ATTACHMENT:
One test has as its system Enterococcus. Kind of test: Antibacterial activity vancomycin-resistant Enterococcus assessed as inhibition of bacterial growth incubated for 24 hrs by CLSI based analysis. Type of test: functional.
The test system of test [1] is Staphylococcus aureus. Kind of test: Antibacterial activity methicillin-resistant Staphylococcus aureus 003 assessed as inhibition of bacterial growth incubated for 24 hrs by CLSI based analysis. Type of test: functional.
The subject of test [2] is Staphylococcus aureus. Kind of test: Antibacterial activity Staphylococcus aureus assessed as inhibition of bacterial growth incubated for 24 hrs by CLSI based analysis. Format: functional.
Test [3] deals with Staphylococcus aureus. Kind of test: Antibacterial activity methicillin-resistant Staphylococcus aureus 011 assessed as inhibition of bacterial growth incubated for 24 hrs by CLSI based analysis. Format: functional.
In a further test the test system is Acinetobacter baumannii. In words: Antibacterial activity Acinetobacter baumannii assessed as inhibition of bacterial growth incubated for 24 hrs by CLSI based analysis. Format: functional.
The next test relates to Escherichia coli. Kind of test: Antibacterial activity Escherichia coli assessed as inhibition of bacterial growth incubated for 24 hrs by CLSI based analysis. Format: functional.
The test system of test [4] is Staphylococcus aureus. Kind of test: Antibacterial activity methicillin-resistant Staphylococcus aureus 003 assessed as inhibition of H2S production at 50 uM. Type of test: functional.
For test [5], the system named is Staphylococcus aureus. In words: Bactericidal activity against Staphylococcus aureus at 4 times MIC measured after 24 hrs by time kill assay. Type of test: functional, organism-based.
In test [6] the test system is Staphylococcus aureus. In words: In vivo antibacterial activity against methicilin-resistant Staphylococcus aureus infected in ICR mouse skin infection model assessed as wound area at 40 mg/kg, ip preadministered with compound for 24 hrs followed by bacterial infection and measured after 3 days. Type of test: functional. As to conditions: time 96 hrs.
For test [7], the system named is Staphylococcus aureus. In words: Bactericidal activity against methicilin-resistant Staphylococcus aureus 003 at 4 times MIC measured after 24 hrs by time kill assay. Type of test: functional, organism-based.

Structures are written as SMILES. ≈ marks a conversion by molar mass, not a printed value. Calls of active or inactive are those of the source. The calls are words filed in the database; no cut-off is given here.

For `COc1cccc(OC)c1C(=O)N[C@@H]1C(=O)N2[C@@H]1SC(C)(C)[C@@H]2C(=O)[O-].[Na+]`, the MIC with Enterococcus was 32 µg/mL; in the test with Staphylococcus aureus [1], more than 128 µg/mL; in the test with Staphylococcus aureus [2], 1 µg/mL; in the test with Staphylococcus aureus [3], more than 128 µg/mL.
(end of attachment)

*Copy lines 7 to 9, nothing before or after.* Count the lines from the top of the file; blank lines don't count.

The test system of test [4] is Staphylococcus aureus. Kind of test: Antibacterial activity methicillin-resistant Staphylococcus aureus 003 assessed as inhibition of H2S production at 50 uM. Type of test: functional.
For test [5], the system named is Staphylococcus aureus. In words: Bactericidal activity against Staphylococcus aureus at 4 times MIC measured after 24 hrs by time kill assay. Type of test: functional, organism-based.
In test [6] the test system is Staphylococcus aureus. In words: In vivo antibacterial activity against methicilin-resistant Staphylococcus aureus infected in ICR mouse skin infection model assessed as wound area at 40 mg/kg, ip preadministered with compound for 24 hrs followed by bacterial infection and measured after 3 days. Type of test: functional. As to conditions: time 96 hrs.